Author Topic: Deb's Baking Steel Journey  (Read 10768 times)

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Offline deb415611

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Re: Deb's Baking Steel Journey
« Reply #20 on: January 14, 2013, 06:25:12 AM »
So how much did it cost altogether?  I can get a cut of 16X16X1/2 steel for $73(that includes tax), but like you I'm afraid of contamination. Also, can we really be sure the baking steel is safe from lead? I'd assume that it would have to be FDA approved, but I'm no lawyer.

my 16x14x 1/2 was $110,  Andris quoted me a price of $125 for a 16x16x1/2.   I don't know the lead/fda answer ,  you can send an email or get the phone number from the Baking Steel website.  I sent an email with questions and got an answer back really quickly. 

I'm looking forward to seeing your pies with it.


Offline deb415611

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Re: Deb's Baking Steel Journey
« Reply #21 on: January 14, 2013, 07:01:00 AM »
Deb, whatever room that was, I hope you return to it for future photos  :)

If you're going to make any other style, feel free to do anything you please with the cheese. For NY, though, please grate it. Pretty please :) All the cheese-centric magic of a NY style pizza occurs when the cheese bubbles.  That's when the buttery richness comes alive.  You're already behind the 8 ball when it comes to using supermarket cheese. Without pepperoni or some kind of added fat, it's very difficult to get supermarket cheese to melt well.

Golden brown delicious (GBD) frequently comes up in a crust context, but I've never seen it discussed on this forum from a cheese perspective.  I grew up with pretty pale charred contrasty crusts, so when it comes to GBD vs charred contrasty crusts, I can go either way.  I don't mind the crust contrast I get when broiling, but I prefer the set and forget it aspect of convection baking.  Contrasty cheese, though... cheese that's mostly white with dark brown spots, is a major defect. GBD crust- personal preference. GBD cheese- pure seduction.  Food service grade cheeses/grande clones generally have enough fat content to prevent spotting and encourage bubbling, but supermarket cheeses usually need extra fat, either in the form of oil or pepperoni.

Beyond fat, though, it's critical, for this style, to be grated and to get plenty of heat from below by using the appropriate thickness factor.  Dicing cheese will never get you this:

http://slice.seriouseats.com/images/2012/10/20121016-williamsburg-pizza-03.jpg

and believe me, you want that.  Nor will it ever achieve this:


I will go back to that room, I haven't posted a lot here but do post on some other food sites and it seems like that light really hates pizza, it's not as bad on other foods.

but, but, but Scott - I posted in the general section ;D   I do want to make a NY but will continue to do some of my own thing.  I'll be sure to grate the cheese for NY.   My goal is to get to Restaurant Depot sometime soon to see what I can get there in a manageable size.  I do have access to Grande but would need to buy a full case which would work if I could get a few people to do a buy with me,  i'm guessing that Barry might be good for some if I got partskim, and I'm going to have to switch back except for an occasional whole milk pie.   

I have to admit that I have never had what I imagine is a good NY slice.  I grew up in NH and pizza was primarily greek until about high school when chains like papa ginos & dominos started opening.  Around here there are several places that call themselves NY but I gave up trying to find something good.  I really have no excuse as I have been in CT for a few years now and just haven't been down to NY that much.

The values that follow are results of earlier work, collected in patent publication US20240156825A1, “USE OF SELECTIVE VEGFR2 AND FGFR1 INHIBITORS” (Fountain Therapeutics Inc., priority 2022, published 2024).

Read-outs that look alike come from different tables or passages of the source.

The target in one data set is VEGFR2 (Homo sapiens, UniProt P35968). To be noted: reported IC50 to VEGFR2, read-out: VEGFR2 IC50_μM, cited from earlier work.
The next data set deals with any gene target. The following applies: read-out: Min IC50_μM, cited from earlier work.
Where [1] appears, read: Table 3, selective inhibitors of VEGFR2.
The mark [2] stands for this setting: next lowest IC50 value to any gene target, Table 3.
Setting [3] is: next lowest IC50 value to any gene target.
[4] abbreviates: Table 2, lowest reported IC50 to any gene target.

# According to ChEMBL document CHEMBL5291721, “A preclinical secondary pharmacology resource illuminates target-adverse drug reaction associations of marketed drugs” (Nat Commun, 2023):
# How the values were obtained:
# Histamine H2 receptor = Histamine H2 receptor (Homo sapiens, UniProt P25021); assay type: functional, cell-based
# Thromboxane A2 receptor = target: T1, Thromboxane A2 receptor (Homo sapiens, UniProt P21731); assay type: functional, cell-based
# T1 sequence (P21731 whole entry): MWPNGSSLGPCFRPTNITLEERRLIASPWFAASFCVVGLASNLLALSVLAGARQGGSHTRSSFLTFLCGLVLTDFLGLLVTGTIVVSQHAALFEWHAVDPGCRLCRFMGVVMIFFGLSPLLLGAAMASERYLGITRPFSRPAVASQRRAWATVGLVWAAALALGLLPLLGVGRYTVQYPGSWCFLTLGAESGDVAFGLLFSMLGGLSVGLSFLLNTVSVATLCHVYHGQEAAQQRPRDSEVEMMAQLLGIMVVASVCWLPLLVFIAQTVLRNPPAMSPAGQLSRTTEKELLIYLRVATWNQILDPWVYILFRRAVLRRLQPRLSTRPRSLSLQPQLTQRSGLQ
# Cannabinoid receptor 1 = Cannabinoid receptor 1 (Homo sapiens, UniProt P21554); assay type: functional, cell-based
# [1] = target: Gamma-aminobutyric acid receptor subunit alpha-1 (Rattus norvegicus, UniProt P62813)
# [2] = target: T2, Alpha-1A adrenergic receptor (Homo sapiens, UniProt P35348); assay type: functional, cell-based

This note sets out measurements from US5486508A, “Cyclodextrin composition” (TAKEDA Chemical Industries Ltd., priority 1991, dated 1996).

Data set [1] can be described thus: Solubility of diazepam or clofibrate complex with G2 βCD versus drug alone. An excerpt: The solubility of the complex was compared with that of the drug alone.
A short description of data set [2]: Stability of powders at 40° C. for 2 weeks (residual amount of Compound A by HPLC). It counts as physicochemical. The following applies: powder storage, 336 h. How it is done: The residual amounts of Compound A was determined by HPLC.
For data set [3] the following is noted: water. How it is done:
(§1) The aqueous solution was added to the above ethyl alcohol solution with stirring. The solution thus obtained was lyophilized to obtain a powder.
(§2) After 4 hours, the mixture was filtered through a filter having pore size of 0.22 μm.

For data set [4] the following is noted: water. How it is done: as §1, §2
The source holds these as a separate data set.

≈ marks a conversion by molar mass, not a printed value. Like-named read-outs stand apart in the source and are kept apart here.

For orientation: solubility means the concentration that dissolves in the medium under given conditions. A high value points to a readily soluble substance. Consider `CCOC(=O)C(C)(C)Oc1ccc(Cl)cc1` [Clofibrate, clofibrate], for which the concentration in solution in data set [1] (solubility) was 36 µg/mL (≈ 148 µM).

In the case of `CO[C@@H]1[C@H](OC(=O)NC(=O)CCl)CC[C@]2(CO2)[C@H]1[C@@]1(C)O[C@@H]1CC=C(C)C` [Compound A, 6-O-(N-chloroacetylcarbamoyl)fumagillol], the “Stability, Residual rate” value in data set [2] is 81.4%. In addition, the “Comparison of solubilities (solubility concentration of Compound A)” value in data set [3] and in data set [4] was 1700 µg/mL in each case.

I'm going to play with the convection  a little more,  I haven't figured out how to get the convect to bake at 550, the manual says convect goes to 550 - to me that doesn't mean converting itself to 525.  I did find the calibrate instructions and I can go up another 30 degrees but I'm pretty comfortable with the oven and that would bring a new learning curve for everything else. 

all this and the college kids have said no more pizza! but they ate what I baked 1/2 hour after this statement. 

Online scott123

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Re: Deb's Baking Steel Journey
« Reply #22 on: January 14, 2013, 07:55:14 AM »
but, but, but Scott - I posted in the general section ;D   I do want to make a NY but will continue to do some of my own thing.

Deb, this isn't said much, nor is there any kind of sticky for this kind of stuff, so I can understand how you might have missed it, but the only reason to deal with the backbreaking nature of 1/2" steel is for 4 minute NY bakes. That's it.  Any other non Neapolitan style can be done with much lighter materials, such as cordierite or 1/4" steel.  Another piece of information that is implied more frequently than stated is that NY style is my area of interest and it's, as of this moment, the only pizza I bake, so any recipe from me is going to be a hardcore authentic NY style recipe.  When you use my recipe, the pizza should come out of the oven saying "You talkin' to me? You talkin' to me?"  ;D

Seriously, though, regardless of your intent, you just made NY style pizzas that are on par with some of the best in the NY metro area.  If you can get more comfortable with stretching, drop the thickness factor down to .075 and grate your wm cheese, you'll be on par with the best NY style pizzas ever made.  There's nothing wrong with doing your own thing, but it's worth attempting the real deal at least once.  If you thought you had a wow moment before, wait until you get the right TF and cheese melt.